I will be receiving my white coat this week. Even writing that sentence down is odd for me. We’ve all worked so hard to reach this point, but now that I’m here, it all seems so surreal.
I’ve grown up around doctors and other health care providers and have always been familiar with the hallmark white coat. However, as a child, I never really understood what that white coat carried with it. When patients see a white coat, they think of someone who is respectful and caring. Someone who can listen to what is wrong. Someone with answers. During my life, I’ve been able to distance myself from the responsibility that comes with a white coat. When I needed to wear a white coat around the hospital while shadowing a physician, I found it easy to say: “I’m just an undergraduate student.” I’m sure many of us have become so accustomed to using similar phrases while shadowing or working in a health care setting that it’s easy to feel like we’re in a costume when we don a white coat now.
While all of us already have a lot of the characteristics necessary for being a physician (compassion, respect, critical thinking skills), we all need the classes to teach us the “answers” part of the equation. Now that we are beginning to interact with standardized patients and starting to build our understanding of what could go wrong physically, we are living up to the white coat. However, it’s hard for me to realize that I’m ready to step into that role. Just a few months ago, I entered medical school and I’m still coming to grips with the fact that I’ve made it this far, that I’ve been inching closer and closer to my dream every day. The fact that I will be receiving something so iconic of the medical profession is both exciting and almost unbelievable.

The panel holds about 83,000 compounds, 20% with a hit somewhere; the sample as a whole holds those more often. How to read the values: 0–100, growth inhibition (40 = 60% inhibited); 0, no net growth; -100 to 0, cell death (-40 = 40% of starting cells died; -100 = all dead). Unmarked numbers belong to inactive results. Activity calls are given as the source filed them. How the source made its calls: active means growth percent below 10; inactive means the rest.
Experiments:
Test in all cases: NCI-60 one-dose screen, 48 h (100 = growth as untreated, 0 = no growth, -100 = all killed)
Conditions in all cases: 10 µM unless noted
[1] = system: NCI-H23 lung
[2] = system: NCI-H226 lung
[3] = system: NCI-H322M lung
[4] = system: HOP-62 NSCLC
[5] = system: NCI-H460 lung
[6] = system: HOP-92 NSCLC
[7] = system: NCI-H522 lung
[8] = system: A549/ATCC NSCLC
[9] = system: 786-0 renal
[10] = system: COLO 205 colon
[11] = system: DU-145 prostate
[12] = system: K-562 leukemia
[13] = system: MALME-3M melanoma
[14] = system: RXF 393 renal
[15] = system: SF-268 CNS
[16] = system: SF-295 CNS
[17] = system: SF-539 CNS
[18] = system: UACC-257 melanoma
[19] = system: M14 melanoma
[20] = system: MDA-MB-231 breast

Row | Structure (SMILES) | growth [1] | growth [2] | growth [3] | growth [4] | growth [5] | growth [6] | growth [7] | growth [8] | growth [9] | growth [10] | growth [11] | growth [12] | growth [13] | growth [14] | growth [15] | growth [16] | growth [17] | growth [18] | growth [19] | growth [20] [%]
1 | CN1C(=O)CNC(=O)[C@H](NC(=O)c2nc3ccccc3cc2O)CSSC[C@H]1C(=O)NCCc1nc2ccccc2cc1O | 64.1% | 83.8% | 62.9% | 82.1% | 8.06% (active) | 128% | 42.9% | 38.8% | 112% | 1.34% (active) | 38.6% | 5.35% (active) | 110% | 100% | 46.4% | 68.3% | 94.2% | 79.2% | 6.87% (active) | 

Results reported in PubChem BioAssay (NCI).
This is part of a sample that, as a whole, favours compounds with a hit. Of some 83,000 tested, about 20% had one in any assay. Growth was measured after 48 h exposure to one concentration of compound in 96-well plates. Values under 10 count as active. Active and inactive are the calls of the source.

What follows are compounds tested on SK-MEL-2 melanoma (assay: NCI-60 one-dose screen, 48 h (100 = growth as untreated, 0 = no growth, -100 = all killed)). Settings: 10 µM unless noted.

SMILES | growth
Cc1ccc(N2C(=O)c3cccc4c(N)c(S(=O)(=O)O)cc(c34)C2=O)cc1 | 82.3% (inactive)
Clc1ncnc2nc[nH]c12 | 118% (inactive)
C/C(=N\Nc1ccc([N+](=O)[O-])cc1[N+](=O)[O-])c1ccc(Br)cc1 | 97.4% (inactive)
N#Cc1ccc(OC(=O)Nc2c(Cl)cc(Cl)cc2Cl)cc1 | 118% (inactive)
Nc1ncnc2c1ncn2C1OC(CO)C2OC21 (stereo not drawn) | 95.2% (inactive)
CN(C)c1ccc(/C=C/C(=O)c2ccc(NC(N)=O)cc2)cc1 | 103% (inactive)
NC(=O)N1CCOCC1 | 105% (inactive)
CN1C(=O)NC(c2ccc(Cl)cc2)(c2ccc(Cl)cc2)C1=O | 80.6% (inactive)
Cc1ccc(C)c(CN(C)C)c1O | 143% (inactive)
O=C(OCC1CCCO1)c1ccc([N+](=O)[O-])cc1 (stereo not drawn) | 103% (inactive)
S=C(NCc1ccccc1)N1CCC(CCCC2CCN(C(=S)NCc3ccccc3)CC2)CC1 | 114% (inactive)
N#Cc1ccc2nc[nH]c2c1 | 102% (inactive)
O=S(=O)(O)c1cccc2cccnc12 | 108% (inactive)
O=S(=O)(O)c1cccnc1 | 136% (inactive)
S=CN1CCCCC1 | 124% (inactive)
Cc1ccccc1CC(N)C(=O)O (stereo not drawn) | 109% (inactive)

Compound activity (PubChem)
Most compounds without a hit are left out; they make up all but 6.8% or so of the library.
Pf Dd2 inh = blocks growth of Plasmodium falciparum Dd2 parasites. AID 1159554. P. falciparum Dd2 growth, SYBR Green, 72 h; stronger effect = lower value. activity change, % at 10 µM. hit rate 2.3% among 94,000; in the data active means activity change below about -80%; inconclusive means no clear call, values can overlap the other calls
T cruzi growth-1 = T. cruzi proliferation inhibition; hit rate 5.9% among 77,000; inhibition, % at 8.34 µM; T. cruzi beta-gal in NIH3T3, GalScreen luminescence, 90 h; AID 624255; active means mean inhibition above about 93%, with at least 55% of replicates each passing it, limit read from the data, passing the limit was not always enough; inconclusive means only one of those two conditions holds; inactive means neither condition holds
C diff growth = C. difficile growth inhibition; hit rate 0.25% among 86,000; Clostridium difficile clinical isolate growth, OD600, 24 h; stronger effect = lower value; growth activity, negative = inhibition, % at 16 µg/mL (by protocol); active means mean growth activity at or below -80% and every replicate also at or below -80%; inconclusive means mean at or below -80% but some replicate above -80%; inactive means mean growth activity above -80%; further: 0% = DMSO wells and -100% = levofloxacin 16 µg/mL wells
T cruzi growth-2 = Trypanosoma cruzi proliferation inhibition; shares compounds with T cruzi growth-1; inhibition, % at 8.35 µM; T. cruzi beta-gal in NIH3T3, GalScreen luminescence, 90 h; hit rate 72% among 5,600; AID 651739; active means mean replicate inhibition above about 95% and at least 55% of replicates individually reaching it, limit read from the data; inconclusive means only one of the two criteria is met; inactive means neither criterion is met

Believable or not, we all will be walking across the stage November 14. As one professor mentioned during orientation, many of us will feel like a small child playing dress up when wearing the white coat or while doing examinations in doctoring skills. I certainly will feel that way on Friday. However, I have faith that over time (just like the med students who have gone before us), we’ll all grow into the white coat and the role of a physician.